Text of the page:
“Secondly, our unique approach to pricing recognises that no two doctors are the same,” Lowenstein says. “Tego assesses each doctor on their individual merits… This removes cross-subsidisation that can occur with community pricing models. For example, if a doctor’s estimated billings were $380k, then our premium would take this into consideration rather than a generic billing band of ‘less than $500k’. We also would not impose any mid-term or retrospective increases if the doctor’s estimated billings end up being higher.”
In terms of coverage, Lowenstein says the product covers new exposures that come from developments in the medical space.
For example, the use of technology in day-to-day medicine has meant doctors are working through virtual rooms or using telemedicine as part of standard practice.
We aim to be highly responsive to the needs of doctors to bring a new and different perspective to risk selection, pricing, claims and cover.
“Technology has blurred the lines between borders and by having access to a global carrier like BHSI we have the capability of growing with a doctor’s practice beyond the jurisdiction of Australia,” Lowenstein explains.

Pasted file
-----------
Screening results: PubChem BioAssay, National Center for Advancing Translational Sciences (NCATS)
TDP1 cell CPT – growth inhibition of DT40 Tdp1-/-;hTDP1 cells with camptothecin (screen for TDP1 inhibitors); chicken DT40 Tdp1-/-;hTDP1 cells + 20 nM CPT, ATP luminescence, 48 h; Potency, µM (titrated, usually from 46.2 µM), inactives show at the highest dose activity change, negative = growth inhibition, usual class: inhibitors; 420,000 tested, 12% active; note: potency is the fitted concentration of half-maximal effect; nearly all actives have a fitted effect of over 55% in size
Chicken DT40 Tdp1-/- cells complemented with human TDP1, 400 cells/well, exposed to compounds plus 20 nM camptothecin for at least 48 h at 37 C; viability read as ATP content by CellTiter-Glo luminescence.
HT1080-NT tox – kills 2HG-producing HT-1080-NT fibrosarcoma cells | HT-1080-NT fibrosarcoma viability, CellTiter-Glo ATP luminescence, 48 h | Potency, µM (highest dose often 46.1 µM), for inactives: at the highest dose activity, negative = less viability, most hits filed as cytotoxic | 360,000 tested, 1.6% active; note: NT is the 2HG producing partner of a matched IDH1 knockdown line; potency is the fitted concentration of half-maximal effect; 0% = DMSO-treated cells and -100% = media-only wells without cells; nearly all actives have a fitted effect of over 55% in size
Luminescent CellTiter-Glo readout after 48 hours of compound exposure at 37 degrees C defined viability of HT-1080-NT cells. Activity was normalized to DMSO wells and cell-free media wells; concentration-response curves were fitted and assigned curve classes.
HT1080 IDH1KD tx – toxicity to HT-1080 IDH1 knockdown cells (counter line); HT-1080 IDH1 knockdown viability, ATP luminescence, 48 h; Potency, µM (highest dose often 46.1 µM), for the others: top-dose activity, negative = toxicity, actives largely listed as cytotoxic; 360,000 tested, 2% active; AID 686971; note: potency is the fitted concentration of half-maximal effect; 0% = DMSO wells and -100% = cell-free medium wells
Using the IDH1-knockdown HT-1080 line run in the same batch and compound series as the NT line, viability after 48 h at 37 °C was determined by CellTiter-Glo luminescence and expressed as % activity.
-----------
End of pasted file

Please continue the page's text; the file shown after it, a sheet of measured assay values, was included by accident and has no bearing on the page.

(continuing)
Another example of new risks that doctors face is breaches of privacy and costs involved in engaging with the Privacy Commissioner, as well as any potential breach fines and penalties. Only recently, a doctor had to pay $10,000 in compensation to a patient for a privacy breach.
Lowenstein adds that Tego’s product not only covers fines and penalties, defence costs are included too.
In addition, there’s coverage for certain breaches of consumer, environmental and workplace health and safety laws.
Finally: “With the rise of practitioner comparison sites that include patient reviews, we understand the importance of a doctor’s professional reputation, so we have included cover for defamation arising out of social media and the cost of engaging a public relations consultant to help safeguard reputation,” says Lowenstein.
So far, Lowenstein says the company is “really encouraged” by the initial positive response. “We are very confident that doctors will appreciate the additional choice, our highly responsive interactions and the value that brokers can bring to the relationship.”
Importantly, he stresses brokers will be key in making it easy for doctors and medical practices to access product and price comparisons that will “clearly demonstrate the advantages” of Tego’s offering.
“We have been spending time with brokers to ensure they understand our offering and rolling out broker packs and training sessions to give them the resources and confidence they need to engage doctors in a meaningful way,” Lowenstein says. “Because it’s a new segment for most brokers it is important they understand our product and value proposition.
“While it may take some time to build the same level of trust that the traditional providers enjoy, Tego’s focus on providing value to the individual is a welcome approach in the market and coupled with the expertise of the team, delivers a genuine alternative.”